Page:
History of Great Bradley Village Hall
The current Village Hall used to be the school. Until about 1939, a Church Hut had stood on land next to the school and was used for social gatherings but the hut was demolished at that time and Prospect Villas were built in its place (Prospect Villas are the two semi-detached houses to the left of the hall).
After the war when it seemed that a new school in Thurlow might mean the closure of Great Bradley School, a fund was opened in Great Bradley ready for possible purchase of the school building for use as a village hall.
For more information on the school click here
The school finally closed in 1967, and, since it had been a Church school the building was to be sold by the Diocesan Authorities. On June 29th, a parish meeting took place when it was agreed to negotiate the purchase. In May 1968, an offer to purchase the school for £1,250 was sent to H. C. Wolton & Son who had valued the property on behalf of the Diocesan Authorities. The fund referred to earlier had risen to £339-12s-10d. In addition to the purchase price, a considerable sum was required for conversion of the school into a village hall. Grants available at the time could be maximised by application from a village hall committee rather than the Parish Council.
After much discussion on the proposed conversion of the school, planning approval was given by Clare Rural District Council on 26th March 1971. Various fund raising activities had been organised by the Village Hall Committee such as Bingo sessions throughout 1969, 1970 and 1971, and a summer fete held on July 4th 1970 which raised ca £160. In October 1970, the treasurer reported a balance of £685-5s-6d. In addition, the Parish had received £419 from sale of land in Evergreen Lane (now occupied by 'Ragill' and 'Conways'). The purchase and conversion costs were: £1,325 eventual purchase price, £4,247 building work and £531 architect fees making a total of £6,103.
The Architect appointed was John Adams of Ipswich, and the contractor was M. Carrick of Newmarket. To save costs, in August 1972, the existing outbuildings were demolished by voluntary labour and the bricks were cleaned for reuse. Grants were received from West Suffolk Education Committee (£3,196) and Clare Rural District Council (£1,248).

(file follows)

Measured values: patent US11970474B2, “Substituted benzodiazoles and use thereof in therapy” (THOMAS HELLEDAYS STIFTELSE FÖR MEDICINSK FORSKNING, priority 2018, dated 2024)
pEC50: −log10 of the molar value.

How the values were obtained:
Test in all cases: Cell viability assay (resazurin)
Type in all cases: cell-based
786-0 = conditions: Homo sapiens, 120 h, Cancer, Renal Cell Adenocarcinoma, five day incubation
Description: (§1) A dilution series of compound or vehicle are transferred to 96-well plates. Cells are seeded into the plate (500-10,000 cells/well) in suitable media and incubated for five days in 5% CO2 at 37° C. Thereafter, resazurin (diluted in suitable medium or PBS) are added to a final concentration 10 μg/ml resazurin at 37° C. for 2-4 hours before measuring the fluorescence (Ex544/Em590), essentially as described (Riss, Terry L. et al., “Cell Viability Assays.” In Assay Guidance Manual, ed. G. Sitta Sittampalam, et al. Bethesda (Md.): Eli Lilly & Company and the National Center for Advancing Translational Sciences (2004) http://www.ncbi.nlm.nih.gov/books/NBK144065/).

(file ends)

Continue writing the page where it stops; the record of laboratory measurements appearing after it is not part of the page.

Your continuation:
The Village Hall was opened officially by Group Captain Leonard Cheshire, VC on 30th June 1973, husband of Sue Ryder. The Hall was filled to capacity for the occasion, with many people unable to gain access and having to stand outside. The Village Hall was registered as a charitable trust in 1986 and the named trustees were Stephen Ryder of Great Bradley Hall and Frank Hearn. The registered charity number is 293044.
In May 1999 the Hall closed for major refurbishment. The tender price of £60,224 submitted by RG. Bailey & Sons was accepted, and the Hall was reopened in March 2000. Grants were obtained from the Millennium Commission and St. Edmundsbury Borough Council. The parish contribution was obtained by a variety of fund raising functions and the Parish Council assisted by obtaining a Public Works Loan of £9,000 repayable over a 15 year period.
To see the fascinating records, from the Village Archive, recording how the village hall was established click here. Not only do the records show what happened, but they provide a fascinating social history when virtually all communication was done by letter!
To see the records relating to the hard work put into the restoration at the turn of the Millennium click here
On Saturday 8th October 2011 Great Bradley Village Hall was officially declared open for business after several months of refurbishment following severe flooding in the winter of 2010.
Approximately 20 villagers turned up for a glass of bubbly and a slice of specially commissioned cake. The cake, depicting the village hall, was made by Great Bradley resident Gina Fitch who very kindly donated her work of art.
Edward Fletcher, chairman of the Village Hall Committee, thanked the committee for their hard work and perseverance in getting the hall restored to its former glory. The committee would also like to thank village residents for their help and support over what has proved to be a testing time